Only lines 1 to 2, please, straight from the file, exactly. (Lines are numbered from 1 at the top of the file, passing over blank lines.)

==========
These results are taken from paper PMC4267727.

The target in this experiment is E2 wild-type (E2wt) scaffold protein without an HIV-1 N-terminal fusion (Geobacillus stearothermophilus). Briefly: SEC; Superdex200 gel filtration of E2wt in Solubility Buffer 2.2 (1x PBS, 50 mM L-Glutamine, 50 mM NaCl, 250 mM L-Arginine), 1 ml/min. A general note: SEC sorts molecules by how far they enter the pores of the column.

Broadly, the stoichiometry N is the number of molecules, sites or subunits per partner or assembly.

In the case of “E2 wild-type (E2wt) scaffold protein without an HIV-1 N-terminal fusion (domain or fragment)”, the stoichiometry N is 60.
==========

These results are taken from paper PMC4267727.

The target in this experiment is E2 wild-type (E2wt) scaffold protein without an HIV-1 N-terminal fusion (Geobacillus stearothermophilus). Briefly: SEC; Superdex200 gel filtration of E2wt in Solubility Buffer 2.2 (1x PBS, 50 mM L-Glutamine, 50 mM NaCl, 250 mM L-Arginine), 1 ml/min. A general note: SEC sorts molecules by how far they enter the pores of the column.